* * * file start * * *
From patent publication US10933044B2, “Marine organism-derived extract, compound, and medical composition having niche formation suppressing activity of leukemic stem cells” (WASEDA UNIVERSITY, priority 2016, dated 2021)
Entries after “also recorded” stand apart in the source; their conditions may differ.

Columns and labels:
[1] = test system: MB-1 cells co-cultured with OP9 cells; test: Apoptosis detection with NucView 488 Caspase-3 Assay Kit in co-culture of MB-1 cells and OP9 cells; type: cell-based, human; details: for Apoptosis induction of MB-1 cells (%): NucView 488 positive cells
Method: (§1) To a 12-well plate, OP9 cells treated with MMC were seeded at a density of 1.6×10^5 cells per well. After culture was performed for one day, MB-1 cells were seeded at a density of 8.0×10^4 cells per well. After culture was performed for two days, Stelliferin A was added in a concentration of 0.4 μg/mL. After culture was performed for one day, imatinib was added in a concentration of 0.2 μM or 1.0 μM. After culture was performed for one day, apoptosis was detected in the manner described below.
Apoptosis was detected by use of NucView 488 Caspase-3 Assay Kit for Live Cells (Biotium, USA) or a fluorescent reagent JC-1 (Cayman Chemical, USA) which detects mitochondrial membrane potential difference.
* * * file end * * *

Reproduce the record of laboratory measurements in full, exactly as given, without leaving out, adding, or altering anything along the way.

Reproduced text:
From patent publication US10933044B2, “Marine organism-derived extract, compound, and medical composition having niche formation suppressing activity of leukemic stem cells” (WASEDA UNIVERSITY, priority 2016, dated 2021)
Entries after “also recorded” stand apart in the source; their conditions may differ.

Columns and labels:
[1] = test system: MB-1 cells co-cultured with OP9 cells; test: Apoptosis detection with NucView 488 Caspase-3 Assay Kit in co-culture of MB-1 cells and OP9 cells; type: cell-based, human; details: for Apoptosis induction of MB-1 cells (%): NucView 488 positive cells
Method: (§1) To a 12-well plate, OP9 cells treated with MMC were seeded at a density of 1.6×10^5 cells per well. After culture was performed for one day, MB-1 cells were seeded at a density of 8.0×10^4 cells per well. After culture was performed for two days, Stelliferin A was added in a concentration of 0.4 μg/mL. After culture was performed for one day, imatinib was added in a concentration of 0.2 μM or 1.0 μM. After culture was performed for one day, apoptosis was detected in the manner described below.
Apoptosis was detected by use of NucView 488 Caspase-3 Assay Kit for Live Cells (Biotium, USA) or a fluorescent reagent JC-1 (Cayman Chemical, USA) which detects mitochondrial membrane potential difference.